Kiki: Okay. The typical tourist things to do are great, you know, go to the La Sagrada Familia which is Gaudi’s huge cathedral in the middle of the city. It’s just beautiful and it blows your mind. There’s so much detail.
Ana: Made me cry.
Kiki: Or if you love football, it’s good to see a match at Camp Nou. I mean, nothing better it’s an amazing stadium. But for me the number one experience that I try and get, everyone who comes here to do is to go and see Castell. Those are the human towers and that is the most Catalan thing that you could do. It’s actually is a sport.
Xavier: So wait, human tower?
Kiki: Human Towers. Yes. It’s an actual sport.
Xavier: Okay just explain.
Kiki: This actually began over a hundred years ago, out in the farming country. They have these traditional dances, like they dance and beat sticks and they do all these traditional things, but they started building towers where humans would kind of get into circles and then they would get on top of each other and stand on each other’s backs and then stand on another level and another level. And so it’s become a tradition that is, I mean, they have an association that’s like FIFA and they have a tournament that runs all year. And so they have like local days. So it coincides usually with the Patron Saints Festival day for each town. You have certain towns that have had their human tower building group. The groups typically have, like, you wouldn’t start a group if you didn’t have like 60 or 70 people, because you need a lot of people to do it. You need people to go up in all those layers and then you need people at the bottom just to hold them all together.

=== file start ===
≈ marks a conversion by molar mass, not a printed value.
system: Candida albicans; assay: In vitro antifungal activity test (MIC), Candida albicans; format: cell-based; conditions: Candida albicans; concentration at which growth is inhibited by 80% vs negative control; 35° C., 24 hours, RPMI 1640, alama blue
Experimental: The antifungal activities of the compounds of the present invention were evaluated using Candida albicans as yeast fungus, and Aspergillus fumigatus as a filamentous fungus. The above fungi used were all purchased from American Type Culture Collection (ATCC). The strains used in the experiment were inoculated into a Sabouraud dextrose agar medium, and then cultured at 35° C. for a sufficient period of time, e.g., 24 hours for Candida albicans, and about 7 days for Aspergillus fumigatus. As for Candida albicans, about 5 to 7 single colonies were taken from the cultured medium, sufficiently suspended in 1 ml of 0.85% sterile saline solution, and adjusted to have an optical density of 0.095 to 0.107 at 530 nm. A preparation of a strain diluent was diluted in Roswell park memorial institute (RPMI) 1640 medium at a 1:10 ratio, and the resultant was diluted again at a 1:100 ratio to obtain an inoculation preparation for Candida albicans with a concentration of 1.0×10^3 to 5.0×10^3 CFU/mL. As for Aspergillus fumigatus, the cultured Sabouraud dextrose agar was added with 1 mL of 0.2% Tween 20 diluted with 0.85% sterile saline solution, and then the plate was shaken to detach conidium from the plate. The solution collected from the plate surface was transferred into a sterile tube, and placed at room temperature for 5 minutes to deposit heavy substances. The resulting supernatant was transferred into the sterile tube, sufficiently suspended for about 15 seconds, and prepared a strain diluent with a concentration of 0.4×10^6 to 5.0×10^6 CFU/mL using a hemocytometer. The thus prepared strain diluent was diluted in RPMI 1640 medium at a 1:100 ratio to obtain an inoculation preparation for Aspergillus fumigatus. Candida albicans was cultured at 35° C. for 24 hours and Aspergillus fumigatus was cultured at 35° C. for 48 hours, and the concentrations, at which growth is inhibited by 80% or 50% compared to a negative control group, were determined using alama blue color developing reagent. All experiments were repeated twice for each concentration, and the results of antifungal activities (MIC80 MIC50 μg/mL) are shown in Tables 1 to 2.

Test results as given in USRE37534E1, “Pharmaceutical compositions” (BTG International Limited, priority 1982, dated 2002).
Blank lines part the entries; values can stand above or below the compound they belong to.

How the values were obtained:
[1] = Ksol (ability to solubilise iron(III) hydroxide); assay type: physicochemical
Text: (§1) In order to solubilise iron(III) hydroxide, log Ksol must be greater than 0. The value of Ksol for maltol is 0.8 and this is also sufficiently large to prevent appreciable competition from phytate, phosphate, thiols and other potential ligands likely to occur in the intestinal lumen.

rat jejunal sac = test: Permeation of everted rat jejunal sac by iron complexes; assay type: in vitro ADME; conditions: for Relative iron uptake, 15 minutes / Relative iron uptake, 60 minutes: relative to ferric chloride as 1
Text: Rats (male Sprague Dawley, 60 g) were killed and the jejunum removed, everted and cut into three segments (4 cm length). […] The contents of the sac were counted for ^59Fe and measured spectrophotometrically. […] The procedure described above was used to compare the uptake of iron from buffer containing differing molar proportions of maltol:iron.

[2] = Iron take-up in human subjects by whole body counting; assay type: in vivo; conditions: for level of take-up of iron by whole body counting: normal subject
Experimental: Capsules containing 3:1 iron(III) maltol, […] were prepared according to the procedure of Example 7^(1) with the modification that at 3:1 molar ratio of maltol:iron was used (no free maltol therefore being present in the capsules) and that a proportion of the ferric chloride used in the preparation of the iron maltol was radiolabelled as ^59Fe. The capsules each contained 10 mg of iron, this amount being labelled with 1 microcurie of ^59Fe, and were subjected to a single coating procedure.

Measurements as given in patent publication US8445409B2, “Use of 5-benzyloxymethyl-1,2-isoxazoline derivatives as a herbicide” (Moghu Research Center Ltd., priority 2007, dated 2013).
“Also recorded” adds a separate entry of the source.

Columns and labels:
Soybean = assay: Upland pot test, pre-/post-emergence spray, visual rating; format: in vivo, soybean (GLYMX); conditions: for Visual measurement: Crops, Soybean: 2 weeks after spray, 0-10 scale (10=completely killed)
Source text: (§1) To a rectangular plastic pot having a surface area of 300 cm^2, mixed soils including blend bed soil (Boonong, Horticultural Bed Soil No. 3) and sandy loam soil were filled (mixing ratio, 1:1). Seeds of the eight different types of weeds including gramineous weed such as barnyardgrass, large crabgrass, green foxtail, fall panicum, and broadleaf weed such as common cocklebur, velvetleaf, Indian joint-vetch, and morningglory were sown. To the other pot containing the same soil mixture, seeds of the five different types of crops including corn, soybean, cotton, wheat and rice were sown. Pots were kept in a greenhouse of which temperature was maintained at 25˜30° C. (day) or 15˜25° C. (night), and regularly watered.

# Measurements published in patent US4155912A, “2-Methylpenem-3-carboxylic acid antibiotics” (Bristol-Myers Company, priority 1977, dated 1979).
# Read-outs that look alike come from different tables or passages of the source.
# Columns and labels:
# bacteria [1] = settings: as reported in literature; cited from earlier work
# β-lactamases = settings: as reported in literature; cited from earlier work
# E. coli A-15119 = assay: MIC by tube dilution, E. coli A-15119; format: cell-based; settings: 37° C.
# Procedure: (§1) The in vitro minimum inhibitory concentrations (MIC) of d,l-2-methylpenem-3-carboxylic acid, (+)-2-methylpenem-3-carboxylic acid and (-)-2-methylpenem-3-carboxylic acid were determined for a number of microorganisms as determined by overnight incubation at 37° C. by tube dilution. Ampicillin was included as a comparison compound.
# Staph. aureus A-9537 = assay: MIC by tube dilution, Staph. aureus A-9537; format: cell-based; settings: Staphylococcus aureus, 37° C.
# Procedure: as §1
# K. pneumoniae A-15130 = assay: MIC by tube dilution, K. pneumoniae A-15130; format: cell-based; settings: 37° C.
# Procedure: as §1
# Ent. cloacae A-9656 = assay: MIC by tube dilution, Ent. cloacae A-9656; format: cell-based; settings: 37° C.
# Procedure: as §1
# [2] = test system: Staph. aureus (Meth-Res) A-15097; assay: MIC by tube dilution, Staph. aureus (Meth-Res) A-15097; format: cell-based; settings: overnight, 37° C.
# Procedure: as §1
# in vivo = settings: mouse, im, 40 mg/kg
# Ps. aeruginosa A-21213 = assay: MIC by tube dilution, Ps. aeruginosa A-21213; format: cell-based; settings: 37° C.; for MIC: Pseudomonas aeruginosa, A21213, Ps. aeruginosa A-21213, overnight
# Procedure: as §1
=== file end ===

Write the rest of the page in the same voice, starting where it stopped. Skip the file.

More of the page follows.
Xavier: How many layers are you talking about?
Kiki: So the world record now is like ten.
Ana: It’s Amazing
Kiki: It’s the most emotional experience to watch them do these castells. It’s amazing.
Xavier: Ana, you have seen it too?